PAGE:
1957 – 1960

organizer {Katowicetoday: Katowice city pow., Silesia voiv., Poland
more on
en.wikipedia.org
[access: 2021.08.12]
, Crusade of Temperance, Pastoral Office, Diocesan Curia}

1956 – 1961

employee {Katowicetoday: Katowice city pow., Silesia voiv., Poland
more on
en.wikipedia.org
[access: 2021.08.12]
, Diocesan Curia}

1956 – 1961

editor {magazine, „Sunday Guest”}

vicar {parish: Bieruń Starytoday: district of Bieruń, Bieruń urban gm., Bieruń–Lędziny pow., Silesia voiv., Poland
more on
en.wikipedia.org
[access: 2020.11.05]
, St Bartholomew the Apostle}

vicar {parish: Cieszyntoday: Cieszyn gm., Cieszyn pow., Silesia voiv., Poland
more on
en.wikipedia.org
[access: 2021.12.18]
, St Mary Magdalene; dean.: Cieszyntoday: Cieszyn gm., Cieszyn pow., Silesia voiv., Poland
more on
en.wikipedia.org
[access: 2021.12.18]
}

vicar {parish: Rydułtowytoday: Rydułtowy urban gm., Wodzisław Śląski pow., Silesia voiv., Poland
more on
en.wikipedia.org
[access: 2021.04.02]
, St George the Martyr}

vicar {parish: Łaziska Górnetoday: Łaziska Górne urban gm., Mikołów pow., Silesia voiv., Poland
more on
en.wikipedia.org
[access: 2021.12.18]
, Our Lady the Queen of the Rosary}

vicar {parish: Tychytoday: Tychy city pow., Silesia voiv., Poland
more on
en.wikipedia.org
[access: 2022.01.28]
, St Mary Magdalene}

1945 – 1950

student {Krakówtoday: Kraków city pow., Lesser Poland voiv., Poland
more on
en.wikipedia.org
[access: 2021.06.07]
, Department of Theology, Jagiellonian University UJ}

1945 – 1950

student {Krakówtoday: Kraków city pow., Lesser Poland voiv., Poland
more on
en.wikipedia.org
[access: 2021.06.07]
, philosophy and theology, Silesian Theological Seminary; dioc.: Katowice}

others related in death

KIJClick to display biography Anthony, KOWALCZYKClick to display biography Stanislaus (Fr Honoré), NIEDZIELAKClick to display biography Steven, PALIMĄKAClick to display biography Stanislaus, POPIEŁUSZKOClick to display biography George Alexander Alphonse, SUCHOWOLECClick to display biography Stanislaus, ZYCHClick to display biography Silvester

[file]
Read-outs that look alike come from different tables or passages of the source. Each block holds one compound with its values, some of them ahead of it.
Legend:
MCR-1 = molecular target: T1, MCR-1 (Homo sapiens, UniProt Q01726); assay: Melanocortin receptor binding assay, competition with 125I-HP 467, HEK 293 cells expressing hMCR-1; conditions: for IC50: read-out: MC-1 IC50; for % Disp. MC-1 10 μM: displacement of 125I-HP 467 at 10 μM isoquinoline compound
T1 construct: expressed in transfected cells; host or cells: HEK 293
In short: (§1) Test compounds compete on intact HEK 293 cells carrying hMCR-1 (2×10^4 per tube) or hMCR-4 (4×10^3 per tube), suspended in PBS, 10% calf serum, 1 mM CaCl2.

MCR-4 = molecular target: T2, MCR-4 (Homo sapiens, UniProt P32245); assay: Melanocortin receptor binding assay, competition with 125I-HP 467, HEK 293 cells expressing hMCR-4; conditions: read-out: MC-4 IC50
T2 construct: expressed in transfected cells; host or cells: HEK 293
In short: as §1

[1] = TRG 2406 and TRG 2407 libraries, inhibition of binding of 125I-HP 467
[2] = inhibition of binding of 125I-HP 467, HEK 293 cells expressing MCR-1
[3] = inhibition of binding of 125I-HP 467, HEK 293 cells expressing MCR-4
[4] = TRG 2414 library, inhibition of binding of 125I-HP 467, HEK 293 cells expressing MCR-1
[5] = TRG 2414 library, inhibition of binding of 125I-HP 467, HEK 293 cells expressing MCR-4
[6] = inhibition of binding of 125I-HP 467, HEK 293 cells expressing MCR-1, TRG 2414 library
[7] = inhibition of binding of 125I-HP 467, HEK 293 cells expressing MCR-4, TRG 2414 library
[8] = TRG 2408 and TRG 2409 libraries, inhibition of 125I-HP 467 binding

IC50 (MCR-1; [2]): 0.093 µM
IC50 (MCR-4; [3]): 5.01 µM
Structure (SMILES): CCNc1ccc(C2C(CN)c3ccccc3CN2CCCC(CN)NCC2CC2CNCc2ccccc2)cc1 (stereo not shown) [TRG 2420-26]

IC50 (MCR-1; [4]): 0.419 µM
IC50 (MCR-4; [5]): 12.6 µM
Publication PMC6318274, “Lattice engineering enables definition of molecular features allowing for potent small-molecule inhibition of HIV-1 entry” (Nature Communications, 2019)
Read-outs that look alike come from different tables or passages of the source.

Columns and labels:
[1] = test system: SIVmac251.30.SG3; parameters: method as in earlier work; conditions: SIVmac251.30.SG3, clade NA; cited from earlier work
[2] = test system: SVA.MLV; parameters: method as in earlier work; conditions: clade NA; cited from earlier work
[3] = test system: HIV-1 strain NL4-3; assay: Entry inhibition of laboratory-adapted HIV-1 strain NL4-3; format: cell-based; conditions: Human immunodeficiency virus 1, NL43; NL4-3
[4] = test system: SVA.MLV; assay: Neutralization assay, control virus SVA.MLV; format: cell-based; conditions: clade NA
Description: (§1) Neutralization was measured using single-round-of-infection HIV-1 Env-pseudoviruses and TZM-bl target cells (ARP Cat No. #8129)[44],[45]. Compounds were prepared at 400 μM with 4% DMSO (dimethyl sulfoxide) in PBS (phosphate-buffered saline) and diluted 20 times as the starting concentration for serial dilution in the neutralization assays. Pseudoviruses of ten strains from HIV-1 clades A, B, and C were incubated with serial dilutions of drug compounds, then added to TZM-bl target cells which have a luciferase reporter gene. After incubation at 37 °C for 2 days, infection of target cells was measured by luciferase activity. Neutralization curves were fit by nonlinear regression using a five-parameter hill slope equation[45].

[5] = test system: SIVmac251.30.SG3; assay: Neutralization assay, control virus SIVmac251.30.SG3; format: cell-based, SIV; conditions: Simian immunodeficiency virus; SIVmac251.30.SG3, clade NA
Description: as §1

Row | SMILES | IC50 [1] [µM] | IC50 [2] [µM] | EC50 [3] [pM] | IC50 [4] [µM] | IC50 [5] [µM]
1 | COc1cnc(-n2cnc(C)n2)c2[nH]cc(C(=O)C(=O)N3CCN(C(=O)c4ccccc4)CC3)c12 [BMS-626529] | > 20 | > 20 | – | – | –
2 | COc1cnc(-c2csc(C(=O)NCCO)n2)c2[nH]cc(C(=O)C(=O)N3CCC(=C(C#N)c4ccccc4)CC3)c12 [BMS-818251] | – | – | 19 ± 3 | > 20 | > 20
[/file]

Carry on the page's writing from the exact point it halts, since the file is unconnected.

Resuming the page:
murder sites
camps (+ prisoner no)

Martial law of 1981: Martial law declared on 13.12.1981 by Russian controlled Polish Commie–Nazi party and army of the Russian republic prl, aimed to liquidate the independent trade union "Solidarity". During c. 8 years of martial law regulations Security Police SB, Polish Commie–Nazi unit of Russian NKWD, murdered over 100 activists of "Solidarity". At least six priests were also killed in circumstances never fully explained. (more on: en.wikipedia.orgClick to attempt to display webpage
[access: 2015.03.01]
)

KL Flossenbürg: German concentration camp, founded in 05.1938, where a total of approx. 96,000 prisoners were held captive. In 1942 it became the „mother camp” for many external commandos and sub‑camps whose prisoners worked as slaves for the needs of the German arms industry. On 09.04.1945 Germans executed in the camp several people related to 20.07.1944 assassination plot on Hitler, including Wilhelm Canaris, Hans Oster and Dietrich Bonhoeffer. On 20.04.1945, facing the approach of the Allied troops, about 22,000 prisoners were marched out in the so–called „Death March” to KL Dachau. Over 7,000 perished along the way. The camp was liberated on 23.04.1945 by American troops. In total, 30,000–77,000 prisoners died in the camp, including up to 17,000. Poles. (more on: en.wikipedia.orgClick to attempt to display webpage
[access: 2021.05.20]
)

KL Zwickau / Schloß Osterstein: A heavy German prison in Zwickau in Saxony, founded in 1770‑5 at the Schloß Osterstein castle. In the XIX c., among its detainees were Karl May, August Bebel, Rosa Luxemburg. During World War II, prob. had the status of KL Zwickau / Schloß Osterstein concentration camp and political prisoners were held there under an extralegal system, euphemistically known as the German Schutzhaft (Eng. protective custody). Prisoners, living in overcrowded cells, slave laboured in the city receiving starvation rations. (more on: en.wikipedia.orgClick to attempt to display webpage
[access: 2010.08.11]
)

Rawicz: Prison, founded in 1819–21, in place of the Franciscan Friars Minor's monastery, which was liquidated by the Prussian occupation authorities. During the World War II, during the German occupation of 1939–45, the German Germ. Zuchthaus (Eng. heavy prison), intended for men sentenced to long–term imprisonment and penal camp sentences, levied mainly by the Germ. Warthegau (Eng. Wartha region) occupation courts. A large part of the prisoners were next transported from there to German concentration camps. After the end of the military operations of World War II, the prison was managed by the Commie–Nazi authorities of the Russian prl republic. Many activists of the Polish clandestine independence underground were detained there, including soldiers of the Home Army AK. Political prisoners were finally released in 1956. (more on: pl.wikipedia.orgClick to attempt to display webpage